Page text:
Elsewhere in this segment, the GET piggybacks enthusiastically onto the Arizona Trail, including many miles of supremely scenic, well-engineered singletrack that is, to be sure, a dream to travel, be it on foot, by horse, or on a bicycle. Together, the two routes pass the Arizona Trail completion marker set trustily into the desert dirt above the banks of the Gila River, a testament to progress. Just be sure to pack along plenty of water, whichever way you go to get here.
(As mentioned, potable water - of which the long-journeying Gila here is generally not - is scarce in Segment 3, but thankfully there is one excellent, perennial source at an artesian well approximately halfway along. Developed water is also available in the small residential community of Kelvin, half a mile north of the route at the segment's eastern end. See the official GET guidebook and water chart for current information.)
A detailed, mile-by-mile description of this segment is available in the official GET guidebook. See www.GrandEnchantmentTrail.org
This segment of the GET forms part of a longer trip option between resupply locations, as described below:
GET Segments 3 - 5, Superior to Mammoth
Continuing southbound along the route of the Arizona Trail (and sometimes apart from it), the GET follows a combination of maintained singletrack and primitive foot trail into the little-known White Canyon Wilderness (BLM), a small but superlative landscape of remnant volcanic peaks and colorful ash-flow sedimentary cliffs. The Sonoran desert here is in fine form, with dense stands of saguaro cacti among a panoply of unique desert flora on display. After a challenging hike along rugged drainages and old mining roads south of the wilderness area, the route rejoins the Arizona Trail alongside the tree-lined banks of the Gila River where it seeks out a bridged crossing upstream. Beyond, the terrain gradually mellows and long-range views highlight the distant Sky Island range of the Santa Catalina Mountains near Tucson. Here the route continues to follow an adventurous web of singletrack trail and connecting dirt roads as it seeks out lone Antelope Peak, a low volcanic outlier of the Tortilla Mountains. Eventually the GET and AZT part ways for good, as our route turns east along the wide sandy course of Putnam Wash in the company of dark basalt cliffs, then along the gentle San Pedro River in a rare desert riparian oasis, to reach AZ Hwy 77 ten miles north of the small village of Mammoth AZ.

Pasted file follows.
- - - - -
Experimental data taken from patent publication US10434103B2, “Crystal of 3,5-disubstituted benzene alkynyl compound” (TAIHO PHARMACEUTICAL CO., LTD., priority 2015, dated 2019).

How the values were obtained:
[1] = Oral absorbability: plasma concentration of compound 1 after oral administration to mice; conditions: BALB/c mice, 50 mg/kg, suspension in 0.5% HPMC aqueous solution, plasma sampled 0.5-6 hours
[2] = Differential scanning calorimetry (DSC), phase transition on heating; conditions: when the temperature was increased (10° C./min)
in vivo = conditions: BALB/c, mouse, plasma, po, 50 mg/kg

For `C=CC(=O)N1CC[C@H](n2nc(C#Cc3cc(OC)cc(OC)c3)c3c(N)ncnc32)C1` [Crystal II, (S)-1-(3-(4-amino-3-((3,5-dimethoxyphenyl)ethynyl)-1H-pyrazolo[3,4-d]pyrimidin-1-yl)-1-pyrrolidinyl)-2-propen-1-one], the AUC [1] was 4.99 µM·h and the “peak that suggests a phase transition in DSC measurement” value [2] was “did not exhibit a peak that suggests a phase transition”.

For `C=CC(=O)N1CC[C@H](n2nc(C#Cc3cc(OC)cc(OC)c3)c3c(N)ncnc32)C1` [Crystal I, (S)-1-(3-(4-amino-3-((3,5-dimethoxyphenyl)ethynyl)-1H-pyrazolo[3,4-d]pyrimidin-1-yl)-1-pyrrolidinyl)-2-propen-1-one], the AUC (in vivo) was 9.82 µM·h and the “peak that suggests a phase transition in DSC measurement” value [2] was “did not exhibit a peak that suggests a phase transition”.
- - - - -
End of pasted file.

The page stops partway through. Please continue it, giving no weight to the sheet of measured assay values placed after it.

Check out the Official Route and Triplogs.
This hike is listed as One-Way.
When hiking several trails on a single "hike", log it with a generic name that describes the hike. Then link the trails traveled, check out the example.